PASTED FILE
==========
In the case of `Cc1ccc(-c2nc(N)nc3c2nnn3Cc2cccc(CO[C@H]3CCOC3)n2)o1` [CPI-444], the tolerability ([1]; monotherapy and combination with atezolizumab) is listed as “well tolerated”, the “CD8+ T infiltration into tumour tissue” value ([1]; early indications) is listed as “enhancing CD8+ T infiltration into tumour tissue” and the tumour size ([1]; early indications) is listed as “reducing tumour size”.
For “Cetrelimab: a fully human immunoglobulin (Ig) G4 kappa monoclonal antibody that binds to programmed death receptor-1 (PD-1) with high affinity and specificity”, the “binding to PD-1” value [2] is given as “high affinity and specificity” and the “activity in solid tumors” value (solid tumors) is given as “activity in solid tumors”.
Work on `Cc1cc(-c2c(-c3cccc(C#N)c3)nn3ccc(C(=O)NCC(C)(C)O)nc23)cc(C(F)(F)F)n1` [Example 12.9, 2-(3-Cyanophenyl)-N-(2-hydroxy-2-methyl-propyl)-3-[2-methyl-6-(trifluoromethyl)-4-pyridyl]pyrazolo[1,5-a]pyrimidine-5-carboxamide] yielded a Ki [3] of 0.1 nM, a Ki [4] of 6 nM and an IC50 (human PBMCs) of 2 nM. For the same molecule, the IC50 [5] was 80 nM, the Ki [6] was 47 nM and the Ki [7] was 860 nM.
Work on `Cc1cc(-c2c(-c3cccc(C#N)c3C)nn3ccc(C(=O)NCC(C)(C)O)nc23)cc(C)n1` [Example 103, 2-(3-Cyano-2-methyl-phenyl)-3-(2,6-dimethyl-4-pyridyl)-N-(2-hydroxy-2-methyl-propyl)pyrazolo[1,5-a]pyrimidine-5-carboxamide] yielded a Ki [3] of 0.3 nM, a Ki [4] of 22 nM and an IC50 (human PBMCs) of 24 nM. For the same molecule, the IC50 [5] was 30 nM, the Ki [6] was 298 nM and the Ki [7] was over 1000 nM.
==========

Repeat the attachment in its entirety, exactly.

In the case of `Cc1ccc(-c2nc(N)nc3c2nnn3Cc2cccc(CO[C@H]3CCOC3)n2)o1` [CPI-444], the tolerability ([1]; monotherapy and combination with atezolizumab) is listed as “well tolerated”, the “CD8+ T infiltration into tumour tissue” value ([1]; early indications) is listed as “enhancing CD8+ T infiltration into tumour tissue” and the tumour size ([1]; early indications) is listed as “reducing tumour size”.
For “Cetrelimab: a fully human immunoglobulin (Ig) G4 kappa monoclonal antibody that binds to programmed death receptor-1 (PD-1) with high affinity and specificity”, the “binding to PD-1” value [2] is given as “high affinity and specificity” and the “activity in solid tumors” value (solid tumors) is given as “activity in solid tumors”.
Work on `Cc1cc(-c2c(-c3cccc(C#N)c3)nn3ccc(C(=O)NCC(C)(C)O)nc23)cc(C(F)(F)F)n1` [Example 12.9, 2-(3-Cyanophenyl)-N-(2-hydroxy-2-methyl-propyl)-3-[2-methyl-6-(trifluoromethyl)-4-pyridyl]pyrazolo[1,5-a]pyrimidine-5-carboxamide] yielded a Ki [3] of 0.1 nM, a Ki [4] of 6 nM and an IC50 (human PBMCs) of 2 nM. For the same molecule, the IC50 [5] was 80 nM, the Ki [6] was 47 nM and the Ki [7] was 860 nM.
Work on `Cc1cc(-c2c(-c3cccc(C#N)c3C)nn3ccc(C(=O)NCC(C)(C)O)nc23)cc(C)n1` [Example 103, 2-(3-Cyano-2-methyl-phenyl)-3-(2,6-dimethyl-4-pyridyl)-N-(2-hydroxy-2-methyl-propyl)pyrazolo[1,5-a]pyrimidine-5-carboxamide] yielded a Ki [3] of 0.3 nM, a Ki [4] of 22 nM and an IC50 (human PBMCs) of 24 nM. For the same molecule, the IC50 [5] was 30 nM, the Ki [6] was 298 nM and the Ki [7] was over 1000 nM.